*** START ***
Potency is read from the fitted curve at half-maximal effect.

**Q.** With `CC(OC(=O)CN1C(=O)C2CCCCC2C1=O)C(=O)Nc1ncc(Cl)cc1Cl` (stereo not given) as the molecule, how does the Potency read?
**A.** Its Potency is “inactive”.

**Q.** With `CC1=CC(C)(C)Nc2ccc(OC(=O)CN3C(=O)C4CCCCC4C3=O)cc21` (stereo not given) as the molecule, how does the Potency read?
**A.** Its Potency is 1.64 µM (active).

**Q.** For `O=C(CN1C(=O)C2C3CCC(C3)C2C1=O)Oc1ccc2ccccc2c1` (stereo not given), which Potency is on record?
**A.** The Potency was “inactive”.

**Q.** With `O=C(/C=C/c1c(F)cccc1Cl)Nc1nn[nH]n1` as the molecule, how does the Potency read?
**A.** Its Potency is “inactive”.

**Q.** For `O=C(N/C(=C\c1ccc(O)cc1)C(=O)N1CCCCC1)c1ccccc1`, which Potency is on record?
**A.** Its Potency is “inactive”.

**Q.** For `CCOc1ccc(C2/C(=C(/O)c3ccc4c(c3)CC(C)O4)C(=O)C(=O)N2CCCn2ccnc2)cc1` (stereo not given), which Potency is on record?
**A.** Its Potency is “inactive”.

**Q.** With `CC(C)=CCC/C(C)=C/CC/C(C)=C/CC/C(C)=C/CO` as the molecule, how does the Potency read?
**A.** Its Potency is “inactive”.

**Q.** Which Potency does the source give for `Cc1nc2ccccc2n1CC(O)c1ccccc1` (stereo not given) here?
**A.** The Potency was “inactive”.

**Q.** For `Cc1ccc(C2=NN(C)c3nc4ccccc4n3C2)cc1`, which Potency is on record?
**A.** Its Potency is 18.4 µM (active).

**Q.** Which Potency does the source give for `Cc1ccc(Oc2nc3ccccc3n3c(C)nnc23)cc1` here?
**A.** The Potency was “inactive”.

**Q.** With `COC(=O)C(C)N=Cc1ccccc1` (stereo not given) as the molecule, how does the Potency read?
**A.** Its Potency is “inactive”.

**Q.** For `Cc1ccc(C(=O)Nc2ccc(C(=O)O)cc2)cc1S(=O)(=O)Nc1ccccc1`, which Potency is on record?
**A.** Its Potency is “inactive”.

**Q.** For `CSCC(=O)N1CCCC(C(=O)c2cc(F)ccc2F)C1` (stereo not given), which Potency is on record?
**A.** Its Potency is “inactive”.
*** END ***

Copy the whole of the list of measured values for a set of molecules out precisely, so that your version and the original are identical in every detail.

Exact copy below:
Potency is read from the fitted curve at half-maximal effect.

**Q.** With `CC(OC(=O)CN1C(=O)C2CCCCC2C1=O)C(=O)Nc1ncc(Cl)cc1Cl` (stereo not given) as the molecule, how does the Potency read?
**A.** Its Potency is “inactive”.

**Q.** With `CC1=CC(C)(C)Nc2ccc(OC(=O)CN3C(=O)C4CCCCC4C3=O)cc21` (stereo not given) as the molecule, how does the Potency read?
**A.** Its Potency is 1.64 µM (active).

**Q.** For `O=C(CN1C(=O)C2C3CCC(C3)C2C1=O)Oc1ccc2ccccc2c1` (stereo not given), which Potency is on record?
**A.** The Potency was “inactive”.

**Q.** With `O=C(/C=C/c1c(F)cccc1Cl)Nc1nn[nH]n1` as the molecule, how does the Potency read?
**A.** Its Potency is “inactive”.

**Q.** For `O=C(N/C(=C\c1ccc(O)cc1)C(=O)N1CCCCC1)c1ccccc1`, which Potency is on record?
**A.** Its Potency is “inactive”.

**Q.** For `CCOc1ccc(C2/C(=C(/O)c3ccc4c(c3)CC(C)O4)C(=O)C(=O)N2CCCn2ccnc2)cc1` (stereo not given), which Potency is on record?
**A.** Its Potency is “inactive”.

**Q.** With `CC(C)=CCC/C(C)=C/CC/C(C)=C/CC/C(C)=C/CO` as the molecule, how does the Potency read?
**A.** Its Potency is “inactive”.

**Q.** Which Potency does the source give for `Cc1nc2ccccc2n1CC(O)c1ccccc1` (stereo not given) here?
**A.** The Potency was “inactive”.

**Q.** For `Cc1ccc(C2=NN(C)c3nc4ccccc4n3C2)cc1`, which Potency is on record?
**A.** Its Potency is 18.4 µM (active).

**Q.** Which Potency does the source give for `Cc1ccc(Oc2nc3ccccc3n3c(C)nnc23)cc1` here?
**A.** The Potency was “inactive”.

**Q.** With `COC(=O)C(C)N=Cc1ccccc1` (stereo not given) as the molecule, how does the Potency read?
**A.** Its Potency is “inactive”.

**Q.** For `Cc1ccc(C(=O)Nc2ccc(C(=O)O)cc2)cc1S(=O)(=O)Nc1ccccc1`, which Potency is on record?
**A.** Its Potency is “inactive”.

**Q.** For `CSCC(=O)N1CCCC(C(=O)c2cc(F)ccc2F)C1` (stereo not given), which Potency is on record?
**A.** Its Potency is “inactive”.